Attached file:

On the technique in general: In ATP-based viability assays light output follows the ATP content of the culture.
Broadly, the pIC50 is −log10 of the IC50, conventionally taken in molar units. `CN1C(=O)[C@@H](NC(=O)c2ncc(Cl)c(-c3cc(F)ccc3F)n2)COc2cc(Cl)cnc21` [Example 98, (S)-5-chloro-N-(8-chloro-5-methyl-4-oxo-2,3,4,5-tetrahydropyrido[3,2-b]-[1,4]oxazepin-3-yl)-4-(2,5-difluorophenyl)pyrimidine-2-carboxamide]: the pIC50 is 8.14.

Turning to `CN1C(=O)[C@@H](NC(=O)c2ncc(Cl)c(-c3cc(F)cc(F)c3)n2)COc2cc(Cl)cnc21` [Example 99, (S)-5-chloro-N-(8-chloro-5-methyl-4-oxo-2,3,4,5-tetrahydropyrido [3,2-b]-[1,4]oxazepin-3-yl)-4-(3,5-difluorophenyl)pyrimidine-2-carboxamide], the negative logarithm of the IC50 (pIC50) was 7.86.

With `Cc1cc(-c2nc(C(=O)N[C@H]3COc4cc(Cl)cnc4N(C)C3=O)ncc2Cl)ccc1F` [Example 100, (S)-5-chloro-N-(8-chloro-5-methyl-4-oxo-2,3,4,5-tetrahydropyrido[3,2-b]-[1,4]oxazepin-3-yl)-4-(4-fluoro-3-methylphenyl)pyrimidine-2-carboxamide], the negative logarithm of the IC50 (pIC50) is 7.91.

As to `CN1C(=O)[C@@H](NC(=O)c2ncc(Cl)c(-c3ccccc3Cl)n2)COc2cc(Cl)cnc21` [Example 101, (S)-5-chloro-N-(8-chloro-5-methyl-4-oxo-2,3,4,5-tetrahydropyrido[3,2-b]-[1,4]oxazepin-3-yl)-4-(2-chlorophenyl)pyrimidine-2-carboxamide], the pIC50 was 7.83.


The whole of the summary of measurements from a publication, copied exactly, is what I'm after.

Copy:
On the technique in general: In ATP-based viability assays light output follows the ATP content of the culture.
Broadly, the pIC50 is −log10 of the IC50, conventionally taken in molar units. `CN1C(=O)[C@@H](NC(=O)c2ncc(Cl)c(-c3cc(F)ccc3F)n2)COc2cc(Cl)cnc21` [Example 98, (S)-5-chloro-N-(8-chloro-5-methyl-4-oxo-2,3,4,5-tetrahydropyrido[3,2-b]-[1,4]oxazepin-3-yl)-4-(2,5-difluorophenyl)pyrimidine-2-carboxamide]: the pIC50 is 8.14.

Turning to `CN1C(=O)[C@@H](NC(=O)c2ncc(Cl)c(-c3cc(F)cc(F)c3)n2)COc2cc(Cl)cnc21` [Example 99, (S)-5-chloro-N-(8-chloro-5-methyl-4-oxo-2,3,4,5-tetrahydropyrido [3,2-b]-[1,4]oxazepin-3-yl)-4-(3,5-difluorophenyl)pyrimidine-2-carboxamide], the negative logarithm of the IC50 (pIC50) was 7.86.

With `Cc1cc(-c2nc(C(=O)N[C@H]3COc4cc(Cl)cnc4N(C)C3=O)ncc2Cl)ccc1F` [Example 100, (S)-5-chloro-N-(8-chloro-5-methyl-4-oxo-2,3,4,5-tetrahydropyrido[3,2-b]-[1,4]oxazepin-3-yl)-4-(4-fluoro-3-methylphenyl)pyrimidine-2-carboxamide], the negative logarithm of the IC50 (pIC50) is 7.91.

As to `CN1C(=O)[C@@H](NC(=O)c2ncc(Cl)c(-c3ccccc3Cl)n2)COc2cc(Cl)cnc21` [Example 101, (S)-5-chloro-N-(8-chloro-5-methyl-4-oxo-2,3,4,5-tetrahydropyrido[3,2-b]-[1,4]oxazepin-3-yl)-4-(2-chlorophenyl)pyrimidine-2-carboxamide], the pIC50 was 7.83.